Under Act II of 1834 of the Indian Legislature, each of the secretaries to the Government of India and to the Government of Fort William in Bengal is declared to be competent to perform all the duties and exercise all the powers which by any Act of Parliament or any regulation then in force were assigned to the chief secretary to the Government of Fort William in Bengal, and each of the secretaries to the Governments of Fort St. George and Bombay is declared to be competent to perform all the duties and exercise all the powers which by any such Act or regulation were assigned to the chief secretaries to the Governments of Fort St. George and Bombay respectively.

Under these circumstances this section of the Digest probably represents the form in which Parliament would re-enact the existing statutory provisions, especially as they are provisions which may be modified by Indian Acts. See 24 & 25 Vict. c. 67, s. 22.

In practice, orders and proceedings are signed by the secretary of the department to which they relate.

(6) The rules and orders made under this section appear to be treated by the Government of India as confidential, and have not been published. The most important effect of the section has been to facilitate the departmental transaction of business.

8. 8.

49.

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Procedure 44.-(1) At any ordinary meeting of the governorin case of difference general's council, if any difference of opinion arises on any of opinion. question brought before the council, the Governor-General [13 Geo. III, c. 63, in Council is bound by the opinion and decision of the 3 & 4

majority of those present, and if they are equally divided the Will. IV,

governor-general, or, in his absence, the senior member of c. 85, 8. 48.] the council present, has two votes or the casting vote. [33 Geo.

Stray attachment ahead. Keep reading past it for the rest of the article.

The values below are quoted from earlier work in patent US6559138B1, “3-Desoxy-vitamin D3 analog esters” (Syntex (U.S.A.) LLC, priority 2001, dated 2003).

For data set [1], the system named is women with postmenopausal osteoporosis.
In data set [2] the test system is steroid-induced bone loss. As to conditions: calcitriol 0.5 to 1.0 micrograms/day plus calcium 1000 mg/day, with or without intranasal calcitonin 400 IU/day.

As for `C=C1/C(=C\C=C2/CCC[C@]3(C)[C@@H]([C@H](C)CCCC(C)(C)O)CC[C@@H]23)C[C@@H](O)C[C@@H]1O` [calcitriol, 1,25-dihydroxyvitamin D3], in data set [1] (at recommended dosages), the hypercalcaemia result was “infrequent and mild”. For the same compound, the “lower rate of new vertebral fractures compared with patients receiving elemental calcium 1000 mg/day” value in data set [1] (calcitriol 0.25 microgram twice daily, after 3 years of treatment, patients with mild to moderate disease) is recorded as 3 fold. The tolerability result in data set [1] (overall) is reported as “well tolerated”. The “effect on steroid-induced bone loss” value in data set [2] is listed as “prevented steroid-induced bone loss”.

(2) Provided that whenever any measure is proposed before SS. 47, 48, the Governor-General in Council whereby the safety, transs

quillity, or interests of British India, or of any part thereof, 33 & 34 Vict. are or may be, in the judgement of the governor-general, c. 3, s. 5.)

essentially affected, and he is of opinion either that the measure proposed ought to be adopted and carried into execution, or that it ought to be suspended or rejected, and the majority present at a meeting of the council dissent from that opinion, the governor-general may, on his own authority and responsibility, adopt, suspend, or reject the measure in whole or in part.

(3) In every such case any two members of the dissentient majority may require that the adoption, suspension, or rejection of the measure, and the fact of their dissent, be notified to the Secretary of State, and the notification must be accompanied by copies of any minutes which the members of the council have recorded on the subject.

(4) Nothing in this section empowers the governor-general to do anything which he could not lawfully have done with the concurrence of his council.

The Regulating Act of 1773 (13 Geo. III, c. 63, s. 8) provides that “in all cases whatever wherein any difference of opinion shall arise upon any question proposed in any consultation, the said governorgeneral and council shall be bound and concluded by the opinion and decision of the major part of those present. And if it shall happen that, by the death or removal, or by the absence of any of the members of the said council, such governor-general and council shall be equally divided, then, and in every such case, the said governor-general, or, in his absence, the eldest councillor present, shall have a casting vote, and his opinion shall be decisive and conclusive.'